One or two attorneys leading the case should also be designated for the role of expert spokespersons, empowered to talk as often as feasible with reporters confidentially and otherwise, to ensure key messages are being conveyed from credible sources, and that reporters come to rely on those attorneys for information and perspective.

The strategy will have to be flexible and evolve, but you need a framework that allows everyone on the combined legal and communications team to understand what is expected of him or her and avoid crossed wires and missed opportunities. Basically, don’t “wing it.” We have been brought into many cases where that had been the modus operandi.

2. Know Your Constituencies
Constituencies, of course, go way beyond the actors in the legal case itself, and encompass shareholders, customers, regulators, employees, et al. Communications professionals by training and function have a special responsibility to keep the attorneys and the client aware of the full range of audiences affected, or potentially affected, by litigation as well as what specifically the risks with each group are. This includes identifying hidden risk – maybe the constituency that no one had ever dreamed would pose a threat or had any reason to do so. For example, one of our clients fell into an existential crisis largely because the company failed to see how an enemy might be able to mobilize minority-community leaders against them. It was a blind spot but probably not a totally excusable one.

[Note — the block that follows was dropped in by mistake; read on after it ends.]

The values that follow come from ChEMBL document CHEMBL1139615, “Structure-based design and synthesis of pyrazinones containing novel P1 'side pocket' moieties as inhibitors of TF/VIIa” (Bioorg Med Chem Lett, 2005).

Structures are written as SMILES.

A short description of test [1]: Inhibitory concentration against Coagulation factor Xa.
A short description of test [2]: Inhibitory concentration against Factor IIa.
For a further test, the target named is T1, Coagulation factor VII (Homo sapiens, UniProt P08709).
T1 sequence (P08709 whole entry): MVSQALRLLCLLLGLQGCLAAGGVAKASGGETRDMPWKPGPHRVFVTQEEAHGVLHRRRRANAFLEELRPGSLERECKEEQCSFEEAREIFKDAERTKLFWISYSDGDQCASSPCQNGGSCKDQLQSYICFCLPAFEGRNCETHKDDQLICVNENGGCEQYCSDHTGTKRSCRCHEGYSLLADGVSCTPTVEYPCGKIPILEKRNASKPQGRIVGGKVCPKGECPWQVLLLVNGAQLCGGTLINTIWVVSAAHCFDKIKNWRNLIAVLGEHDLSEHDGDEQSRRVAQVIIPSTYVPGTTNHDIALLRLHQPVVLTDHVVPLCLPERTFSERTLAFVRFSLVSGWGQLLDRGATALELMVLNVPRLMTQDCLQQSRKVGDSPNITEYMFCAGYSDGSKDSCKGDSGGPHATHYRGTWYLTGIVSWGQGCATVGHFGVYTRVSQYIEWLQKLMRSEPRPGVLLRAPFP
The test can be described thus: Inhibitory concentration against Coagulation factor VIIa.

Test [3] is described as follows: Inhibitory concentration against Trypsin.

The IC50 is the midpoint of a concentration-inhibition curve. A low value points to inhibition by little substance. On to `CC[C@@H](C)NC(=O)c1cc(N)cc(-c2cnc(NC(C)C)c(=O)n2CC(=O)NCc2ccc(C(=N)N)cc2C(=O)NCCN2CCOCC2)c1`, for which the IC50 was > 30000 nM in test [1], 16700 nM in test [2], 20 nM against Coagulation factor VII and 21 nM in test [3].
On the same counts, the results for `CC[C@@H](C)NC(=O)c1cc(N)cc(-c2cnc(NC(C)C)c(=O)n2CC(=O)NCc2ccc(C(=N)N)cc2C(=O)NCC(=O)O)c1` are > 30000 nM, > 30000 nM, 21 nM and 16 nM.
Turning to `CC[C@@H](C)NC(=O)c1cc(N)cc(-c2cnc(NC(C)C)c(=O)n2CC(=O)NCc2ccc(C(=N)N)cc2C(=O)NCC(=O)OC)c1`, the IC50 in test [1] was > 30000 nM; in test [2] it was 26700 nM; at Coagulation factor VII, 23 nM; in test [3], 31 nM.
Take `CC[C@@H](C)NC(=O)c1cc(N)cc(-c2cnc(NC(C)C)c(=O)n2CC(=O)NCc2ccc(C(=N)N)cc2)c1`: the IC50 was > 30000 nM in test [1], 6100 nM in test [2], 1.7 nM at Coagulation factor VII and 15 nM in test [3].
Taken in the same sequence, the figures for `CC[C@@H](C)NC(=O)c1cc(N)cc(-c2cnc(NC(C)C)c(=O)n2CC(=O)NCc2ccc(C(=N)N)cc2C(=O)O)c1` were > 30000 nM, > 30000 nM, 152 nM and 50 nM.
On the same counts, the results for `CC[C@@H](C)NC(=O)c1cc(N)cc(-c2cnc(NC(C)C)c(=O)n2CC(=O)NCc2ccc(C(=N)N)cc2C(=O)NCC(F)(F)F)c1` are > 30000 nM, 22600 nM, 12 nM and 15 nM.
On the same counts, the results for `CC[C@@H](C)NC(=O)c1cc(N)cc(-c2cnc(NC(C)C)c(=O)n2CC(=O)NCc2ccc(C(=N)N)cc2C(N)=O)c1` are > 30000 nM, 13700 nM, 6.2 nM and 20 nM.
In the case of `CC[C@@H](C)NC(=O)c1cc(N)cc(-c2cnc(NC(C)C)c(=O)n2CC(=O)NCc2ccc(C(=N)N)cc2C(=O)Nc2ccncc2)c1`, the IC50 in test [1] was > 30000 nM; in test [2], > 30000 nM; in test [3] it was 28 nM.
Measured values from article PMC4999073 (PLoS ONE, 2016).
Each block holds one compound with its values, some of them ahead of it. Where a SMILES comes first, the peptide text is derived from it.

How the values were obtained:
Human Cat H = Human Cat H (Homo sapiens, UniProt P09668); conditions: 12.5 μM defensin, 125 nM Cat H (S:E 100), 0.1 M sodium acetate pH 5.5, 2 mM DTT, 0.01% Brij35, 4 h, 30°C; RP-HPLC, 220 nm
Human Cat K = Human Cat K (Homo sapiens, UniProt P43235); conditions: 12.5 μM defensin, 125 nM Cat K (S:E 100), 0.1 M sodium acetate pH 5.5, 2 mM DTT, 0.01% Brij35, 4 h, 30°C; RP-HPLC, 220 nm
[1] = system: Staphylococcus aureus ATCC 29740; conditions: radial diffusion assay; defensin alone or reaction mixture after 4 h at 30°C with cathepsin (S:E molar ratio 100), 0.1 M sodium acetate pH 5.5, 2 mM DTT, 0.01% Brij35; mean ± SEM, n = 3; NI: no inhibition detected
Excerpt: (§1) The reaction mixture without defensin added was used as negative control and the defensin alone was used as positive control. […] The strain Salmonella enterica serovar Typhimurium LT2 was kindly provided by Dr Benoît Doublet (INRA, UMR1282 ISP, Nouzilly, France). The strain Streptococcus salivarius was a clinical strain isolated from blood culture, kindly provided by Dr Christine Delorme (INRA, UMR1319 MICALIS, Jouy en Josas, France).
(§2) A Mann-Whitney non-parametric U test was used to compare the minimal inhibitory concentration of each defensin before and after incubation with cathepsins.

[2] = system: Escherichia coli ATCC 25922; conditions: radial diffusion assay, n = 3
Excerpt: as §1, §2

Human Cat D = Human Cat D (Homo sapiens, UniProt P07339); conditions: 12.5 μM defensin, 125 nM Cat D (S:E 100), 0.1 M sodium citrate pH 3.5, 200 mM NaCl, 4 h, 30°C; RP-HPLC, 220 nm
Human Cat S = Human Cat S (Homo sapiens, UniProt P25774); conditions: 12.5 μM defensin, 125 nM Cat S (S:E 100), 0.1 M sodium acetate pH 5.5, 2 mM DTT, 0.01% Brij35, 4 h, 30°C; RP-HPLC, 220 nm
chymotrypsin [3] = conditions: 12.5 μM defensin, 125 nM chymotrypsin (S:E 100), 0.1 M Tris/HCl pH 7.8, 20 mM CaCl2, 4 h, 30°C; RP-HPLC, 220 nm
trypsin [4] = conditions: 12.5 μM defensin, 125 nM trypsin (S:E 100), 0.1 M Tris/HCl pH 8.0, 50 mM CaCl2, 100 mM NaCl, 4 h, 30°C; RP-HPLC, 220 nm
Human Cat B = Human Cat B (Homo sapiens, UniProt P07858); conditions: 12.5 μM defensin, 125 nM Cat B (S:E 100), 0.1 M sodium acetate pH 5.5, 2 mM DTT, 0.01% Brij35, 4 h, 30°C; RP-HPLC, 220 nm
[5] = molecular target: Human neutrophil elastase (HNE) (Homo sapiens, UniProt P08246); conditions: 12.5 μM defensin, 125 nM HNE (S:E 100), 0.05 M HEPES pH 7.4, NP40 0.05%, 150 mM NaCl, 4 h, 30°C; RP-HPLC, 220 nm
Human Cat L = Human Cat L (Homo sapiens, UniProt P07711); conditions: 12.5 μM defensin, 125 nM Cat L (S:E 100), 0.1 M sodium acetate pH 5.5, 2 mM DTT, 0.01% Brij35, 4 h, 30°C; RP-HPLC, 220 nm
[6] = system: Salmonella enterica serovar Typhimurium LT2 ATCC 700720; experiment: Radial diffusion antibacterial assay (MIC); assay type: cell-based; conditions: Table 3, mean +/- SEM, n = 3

“Know your constituency” has other important implications as well, one being the importance of establishing systematic, reliable and fast lines of feedback from every significant constituency, so that emerging issues can be identified and addressed quickly. Few companies actually do this in any disciplined way.

Another mistake companies and their attorneys often make is that they concentrate on telling their various audiences only what they want them to hear, as opposed to what reflects the constituents’ interests, and what might have the best chance of affecting their attitudes and behavior. Essentially, we see one-way conversations, with not much actual listening, which does little to enhance understanding of a company’s audiences. The emerging science of communication, especially what is based in neuroscience and behavioral economics, offers unique, proven benefits for true understanding, beyond the usual survey and focus-group methods.

3. Keep an Offensive Mindset
In litigation more than any other communications situation, caution is essential, and often a very conservative, “no comment” discipline is unquestionably the right option. But that is not the general rule and even when it is necessary, it must not breed a passive mentality. The communications people, with counsel’s support and guidance, have to be constantly prepared to go on the offensive to get the client’s point of view in front of critical audiences first. Other times, offensive thinking will be critical to an effective counterattack on some initiative from the opposition, in an effort to correct an error in press coverage, or to manage emerging discontent within an important audience.